People use regression model a lot to predict continuous variables. Other than that, regression model finds the correlations between input variables. By analyzing the relationships, people could find some underlying pattern to help us make decisions. Today, I will demonstrate how to do regression analysis and interpret its results by using house data from King County, Washington from May 2014 through May 2015.
There are 21 columns in the data file but not all are relevant here. The response variable of interest is the “Price” and we are interested in which predictors are significant variables of determining price values of houses.
Before running any regressions we have to check for multicollinearity issue. To do so, we could check correlation matrix to find the correlation among independent variables. If two independent variables are highly correlated to each other, which means we have multicollinearity issue, we have to remove one of them to make sure no multicollinearity brings up problems such as inaccuracies in the computations of slopes to our analysis.
In this plot above, we can find that the correlation between sqft_living (the 4th) and sqft_above (the 11th) is the highest correlation value (based on the color chart), this leads us to choose one of them to eliminate for solving multicollinearity issue. Since the sqft_living variable has more high correlation values associating with other independent variables, it would be a good choice to remove this variable for maintaining the variability in dimension. By this fashion, we successively remove sqft_above and sqft_lot15. The final result plot is shown below.
Besides that, since regressions are sensitive to missing values, we have to check whether there are any before running regression. The result shown below tells us there is no missing value in the dataset.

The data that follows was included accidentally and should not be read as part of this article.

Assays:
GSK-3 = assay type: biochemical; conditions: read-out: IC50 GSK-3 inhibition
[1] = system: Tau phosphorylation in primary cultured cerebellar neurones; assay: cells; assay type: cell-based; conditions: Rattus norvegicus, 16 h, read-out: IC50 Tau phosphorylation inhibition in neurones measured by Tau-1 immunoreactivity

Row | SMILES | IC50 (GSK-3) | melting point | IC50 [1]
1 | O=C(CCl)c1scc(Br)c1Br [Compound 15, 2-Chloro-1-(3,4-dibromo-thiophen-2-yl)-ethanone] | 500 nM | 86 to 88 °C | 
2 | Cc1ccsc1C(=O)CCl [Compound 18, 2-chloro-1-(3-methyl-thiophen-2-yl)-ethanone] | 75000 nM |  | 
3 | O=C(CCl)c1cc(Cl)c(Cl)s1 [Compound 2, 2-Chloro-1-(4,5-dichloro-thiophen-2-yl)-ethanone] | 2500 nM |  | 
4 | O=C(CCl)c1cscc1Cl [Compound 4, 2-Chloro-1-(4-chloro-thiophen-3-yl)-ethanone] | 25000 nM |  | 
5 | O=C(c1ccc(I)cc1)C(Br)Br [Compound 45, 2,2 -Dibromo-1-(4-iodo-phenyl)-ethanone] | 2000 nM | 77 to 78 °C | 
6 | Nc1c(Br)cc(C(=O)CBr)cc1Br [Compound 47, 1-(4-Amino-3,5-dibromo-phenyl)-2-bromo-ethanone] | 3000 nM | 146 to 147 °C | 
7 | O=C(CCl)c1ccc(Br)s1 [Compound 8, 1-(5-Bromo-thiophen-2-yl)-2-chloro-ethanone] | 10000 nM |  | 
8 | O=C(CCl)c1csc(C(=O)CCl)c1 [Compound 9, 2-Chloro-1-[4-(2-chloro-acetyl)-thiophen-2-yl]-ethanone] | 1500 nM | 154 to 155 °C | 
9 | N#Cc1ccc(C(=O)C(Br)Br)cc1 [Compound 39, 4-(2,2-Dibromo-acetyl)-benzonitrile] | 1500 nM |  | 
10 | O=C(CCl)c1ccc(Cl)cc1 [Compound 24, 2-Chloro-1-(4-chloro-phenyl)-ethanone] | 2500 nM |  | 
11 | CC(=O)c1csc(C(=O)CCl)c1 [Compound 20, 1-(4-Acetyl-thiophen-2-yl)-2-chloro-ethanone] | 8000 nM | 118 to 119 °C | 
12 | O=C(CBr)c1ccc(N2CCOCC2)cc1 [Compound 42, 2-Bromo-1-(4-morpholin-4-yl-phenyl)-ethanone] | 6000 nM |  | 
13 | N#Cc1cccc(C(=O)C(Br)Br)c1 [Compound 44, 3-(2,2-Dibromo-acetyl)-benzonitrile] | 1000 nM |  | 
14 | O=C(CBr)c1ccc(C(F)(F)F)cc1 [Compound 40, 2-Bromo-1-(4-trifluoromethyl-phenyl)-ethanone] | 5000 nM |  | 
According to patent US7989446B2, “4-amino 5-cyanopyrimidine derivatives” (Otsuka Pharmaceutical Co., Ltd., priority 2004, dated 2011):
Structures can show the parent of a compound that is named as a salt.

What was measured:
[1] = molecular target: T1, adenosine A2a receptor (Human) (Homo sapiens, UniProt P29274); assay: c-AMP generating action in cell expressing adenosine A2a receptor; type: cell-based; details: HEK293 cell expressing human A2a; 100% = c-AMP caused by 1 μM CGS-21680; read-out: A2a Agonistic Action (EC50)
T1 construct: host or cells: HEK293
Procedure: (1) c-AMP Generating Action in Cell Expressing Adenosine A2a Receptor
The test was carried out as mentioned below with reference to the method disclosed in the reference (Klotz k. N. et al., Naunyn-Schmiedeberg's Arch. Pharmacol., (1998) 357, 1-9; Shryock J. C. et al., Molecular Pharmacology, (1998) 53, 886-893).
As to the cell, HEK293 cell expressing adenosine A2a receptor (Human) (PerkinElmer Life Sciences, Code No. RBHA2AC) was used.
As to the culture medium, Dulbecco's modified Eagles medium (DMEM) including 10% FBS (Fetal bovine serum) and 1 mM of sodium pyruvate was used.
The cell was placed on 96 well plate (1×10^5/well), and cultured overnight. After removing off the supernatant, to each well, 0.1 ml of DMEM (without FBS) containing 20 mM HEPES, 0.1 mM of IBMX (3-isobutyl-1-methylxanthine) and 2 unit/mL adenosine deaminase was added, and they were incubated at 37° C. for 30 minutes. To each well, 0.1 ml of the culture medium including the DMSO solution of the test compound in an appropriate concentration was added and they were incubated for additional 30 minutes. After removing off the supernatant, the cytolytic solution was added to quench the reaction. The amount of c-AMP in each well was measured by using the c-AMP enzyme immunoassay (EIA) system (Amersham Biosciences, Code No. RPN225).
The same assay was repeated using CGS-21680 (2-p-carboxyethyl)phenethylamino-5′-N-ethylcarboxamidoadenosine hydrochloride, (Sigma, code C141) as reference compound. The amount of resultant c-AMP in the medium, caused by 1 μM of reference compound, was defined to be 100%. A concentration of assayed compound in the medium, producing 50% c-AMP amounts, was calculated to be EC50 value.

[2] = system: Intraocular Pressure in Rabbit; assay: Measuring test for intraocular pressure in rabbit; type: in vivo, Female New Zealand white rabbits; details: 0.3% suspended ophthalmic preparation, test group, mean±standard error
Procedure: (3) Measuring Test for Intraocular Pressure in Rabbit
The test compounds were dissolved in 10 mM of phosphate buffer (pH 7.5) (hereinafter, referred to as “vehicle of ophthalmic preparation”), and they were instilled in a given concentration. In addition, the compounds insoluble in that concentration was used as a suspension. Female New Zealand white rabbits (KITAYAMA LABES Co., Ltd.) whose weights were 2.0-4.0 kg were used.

Also, we need to check all used variables have linear meaning so that we can use them in regression analysis. In the table below, I discuss the numeric meaning on each remained variable through previous process. All in all, only zipcode has no linear meaning, and we should remove it before running regression.
To build a multiple regression model, three automatic methods are available, they are stepwise, forward and backward. For this task I will use backward selection. Forward selection is good for time cost but bad at dealing with multicollinearity issue. In contrary, backward elimination might cost more time to compute, but, by its algorithm, it could alleviate multicollinearity problem. Therefore, since the dataset is not as large as we can’t deal with, I choose backward elimination for not having problems caused by multicollinearity.
The overall p-value indicates that we can reject the null hypothesis, which is H0: b1=b2=…=bk=0, and accept alternative hypothesis that states at least one beta coefficient is statistically significant to the model.
In the result of backward method, all the remained variables are significantly different from zero at the .05 level. They are bathrooms, floors, waterfront, view, condition, grade, sqft_basement, yr_built, yr_renovated, lat, and sqft_living15.
We could using the variables above, create a visualization, which will provide an interesting story or insight within this data and present it to the general public.
In the importance graph above, we could see how much importance of each variable contributes to this model. Also, we can study and interpret them for reality uses. Take the Top 3 for example: 1. grade provided by the King County auditor plays a very important role in house price. In the sense of that, people should especially supervise the auditors to avoid illegally manipulating the house market since the grades they provide greatly influence the house market in King County. 2. Variable latitude implies there might be class segmentation of living at north or south. In the “Latitude vs Price” plot, we could found house price in south King County is lower than the price in north King County. Learning this could help to make decision in the city development. 3. Waterfront-vs-Price plot depicts that people in King County appreciate houses near water more than houses in not, and this reflect on house price.